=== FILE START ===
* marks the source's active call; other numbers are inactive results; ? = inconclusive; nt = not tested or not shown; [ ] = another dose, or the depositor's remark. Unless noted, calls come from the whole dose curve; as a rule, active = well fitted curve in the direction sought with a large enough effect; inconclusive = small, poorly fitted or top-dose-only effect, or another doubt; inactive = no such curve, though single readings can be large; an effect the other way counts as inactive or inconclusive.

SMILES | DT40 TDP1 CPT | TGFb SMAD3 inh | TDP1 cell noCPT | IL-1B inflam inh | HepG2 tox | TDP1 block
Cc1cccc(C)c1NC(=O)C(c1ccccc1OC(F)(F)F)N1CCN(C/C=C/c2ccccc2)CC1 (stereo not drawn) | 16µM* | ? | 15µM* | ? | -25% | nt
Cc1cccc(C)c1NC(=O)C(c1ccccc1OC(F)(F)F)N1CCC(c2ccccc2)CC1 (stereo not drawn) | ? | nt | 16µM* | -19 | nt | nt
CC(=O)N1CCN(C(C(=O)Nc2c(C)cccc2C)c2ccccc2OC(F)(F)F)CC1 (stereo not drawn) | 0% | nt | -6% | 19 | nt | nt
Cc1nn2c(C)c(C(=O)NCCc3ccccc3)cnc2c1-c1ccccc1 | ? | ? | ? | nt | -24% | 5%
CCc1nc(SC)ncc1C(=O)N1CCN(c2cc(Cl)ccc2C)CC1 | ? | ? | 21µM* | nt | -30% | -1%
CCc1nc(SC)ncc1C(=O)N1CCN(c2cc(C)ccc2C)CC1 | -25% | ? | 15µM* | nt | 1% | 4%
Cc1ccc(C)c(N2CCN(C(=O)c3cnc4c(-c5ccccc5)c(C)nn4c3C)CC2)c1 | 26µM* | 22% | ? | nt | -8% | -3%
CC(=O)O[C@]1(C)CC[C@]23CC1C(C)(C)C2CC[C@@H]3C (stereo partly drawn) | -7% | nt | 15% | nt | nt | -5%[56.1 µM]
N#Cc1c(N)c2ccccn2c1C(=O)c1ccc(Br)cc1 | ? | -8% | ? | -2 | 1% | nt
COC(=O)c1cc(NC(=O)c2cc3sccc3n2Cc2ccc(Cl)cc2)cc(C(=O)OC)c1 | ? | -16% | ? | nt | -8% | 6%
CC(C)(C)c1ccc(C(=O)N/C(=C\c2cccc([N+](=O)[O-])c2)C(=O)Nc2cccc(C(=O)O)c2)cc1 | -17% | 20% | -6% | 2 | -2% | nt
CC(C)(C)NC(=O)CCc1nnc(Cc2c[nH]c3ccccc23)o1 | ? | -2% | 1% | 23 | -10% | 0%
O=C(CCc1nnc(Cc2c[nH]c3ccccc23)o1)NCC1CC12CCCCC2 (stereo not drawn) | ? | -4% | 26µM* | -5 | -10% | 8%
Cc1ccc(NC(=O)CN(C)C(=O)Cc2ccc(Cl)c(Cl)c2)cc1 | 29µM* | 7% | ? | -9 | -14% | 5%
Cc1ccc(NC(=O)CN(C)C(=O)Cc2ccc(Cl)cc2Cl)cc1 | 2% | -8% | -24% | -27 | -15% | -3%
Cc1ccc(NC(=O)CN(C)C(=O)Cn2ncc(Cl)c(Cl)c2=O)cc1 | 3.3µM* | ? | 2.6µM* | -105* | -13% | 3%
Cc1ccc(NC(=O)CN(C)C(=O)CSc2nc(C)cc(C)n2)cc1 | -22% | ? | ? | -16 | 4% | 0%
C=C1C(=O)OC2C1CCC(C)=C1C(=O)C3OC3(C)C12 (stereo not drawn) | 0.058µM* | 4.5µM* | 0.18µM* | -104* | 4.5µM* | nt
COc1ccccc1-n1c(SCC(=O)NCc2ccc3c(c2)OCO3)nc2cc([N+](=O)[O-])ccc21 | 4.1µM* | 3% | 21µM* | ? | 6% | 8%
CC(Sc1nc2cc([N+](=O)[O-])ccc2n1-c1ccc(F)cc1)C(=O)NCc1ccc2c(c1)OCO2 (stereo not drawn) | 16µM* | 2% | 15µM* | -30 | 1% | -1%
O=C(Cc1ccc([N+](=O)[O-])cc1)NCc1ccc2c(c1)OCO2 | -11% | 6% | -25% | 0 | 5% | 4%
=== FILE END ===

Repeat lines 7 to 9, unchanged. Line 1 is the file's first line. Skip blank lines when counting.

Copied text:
CCc1nc(SC)ncc1C(=O)N1CCN(c2cc(Cl)ccc2C)CC1 | ? | ? | 21µM* | nt | -30% | -1%
CCc1nc(SC)ncc1C(=O)N1CCN(c2cc(C)ccc2C)CC1 | -25% | ? | 15µM* | nt | 1% | 4%
Cc1ccc(C)c(N2CCN(C(=O)c3cnc4c(-c5ccccc5)c(C)nn4c3C)CC2)c1 | 26µM* | 22% | ? | nt | -8% | -3%